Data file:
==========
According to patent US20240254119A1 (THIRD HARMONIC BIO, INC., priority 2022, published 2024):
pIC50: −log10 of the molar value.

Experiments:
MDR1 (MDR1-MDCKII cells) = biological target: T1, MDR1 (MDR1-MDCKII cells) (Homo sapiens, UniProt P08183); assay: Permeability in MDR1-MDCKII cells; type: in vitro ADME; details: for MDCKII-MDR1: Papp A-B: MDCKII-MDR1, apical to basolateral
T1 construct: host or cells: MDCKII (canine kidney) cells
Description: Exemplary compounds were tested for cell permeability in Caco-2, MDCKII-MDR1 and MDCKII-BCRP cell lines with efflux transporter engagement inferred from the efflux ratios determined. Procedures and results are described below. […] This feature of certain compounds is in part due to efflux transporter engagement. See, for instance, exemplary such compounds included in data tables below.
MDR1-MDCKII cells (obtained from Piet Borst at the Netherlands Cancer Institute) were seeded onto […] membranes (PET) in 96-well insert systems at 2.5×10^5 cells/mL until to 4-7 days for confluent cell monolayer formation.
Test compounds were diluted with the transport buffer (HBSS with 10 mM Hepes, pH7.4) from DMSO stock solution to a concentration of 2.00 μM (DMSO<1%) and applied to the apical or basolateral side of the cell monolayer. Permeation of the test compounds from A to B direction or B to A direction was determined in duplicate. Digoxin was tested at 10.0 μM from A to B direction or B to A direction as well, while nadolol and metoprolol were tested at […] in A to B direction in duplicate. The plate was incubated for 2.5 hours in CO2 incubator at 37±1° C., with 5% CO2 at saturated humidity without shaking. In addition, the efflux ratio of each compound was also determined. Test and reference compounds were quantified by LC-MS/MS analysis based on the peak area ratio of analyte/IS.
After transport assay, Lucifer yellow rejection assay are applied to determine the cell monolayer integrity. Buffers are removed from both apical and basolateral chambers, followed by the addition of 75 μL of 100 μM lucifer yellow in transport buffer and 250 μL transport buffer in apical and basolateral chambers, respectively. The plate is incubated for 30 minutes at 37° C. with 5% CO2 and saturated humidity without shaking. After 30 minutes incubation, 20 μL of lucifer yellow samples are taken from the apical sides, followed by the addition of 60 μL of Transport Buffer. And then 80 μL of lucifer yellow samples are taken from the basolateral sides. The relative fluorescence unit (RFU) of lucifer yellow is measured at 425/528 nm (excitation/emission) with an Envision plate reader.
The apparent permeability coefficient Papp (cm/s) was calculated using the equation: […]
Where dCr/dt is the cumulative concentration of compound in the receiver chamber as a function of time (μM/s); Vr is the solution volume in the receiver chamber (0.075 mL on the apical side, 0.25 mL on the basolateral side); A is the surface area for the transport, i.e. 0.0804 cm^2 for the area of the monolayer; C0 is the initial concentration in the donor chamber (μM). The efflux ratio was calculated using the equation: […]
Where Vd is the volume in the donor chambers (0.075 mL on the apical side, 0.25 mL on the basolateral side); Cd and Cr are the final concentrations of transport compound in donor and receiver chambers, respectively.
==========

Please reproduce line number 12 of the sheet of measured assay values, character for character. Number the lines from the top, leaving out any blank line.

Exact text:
Where Vd is the volume in the donor chambers (0.075 mL on the apical side, 0.25 mL on the basolateral side); Cd and Cr are the final concentrations of transport compound in donor and receiver chambers, respectively.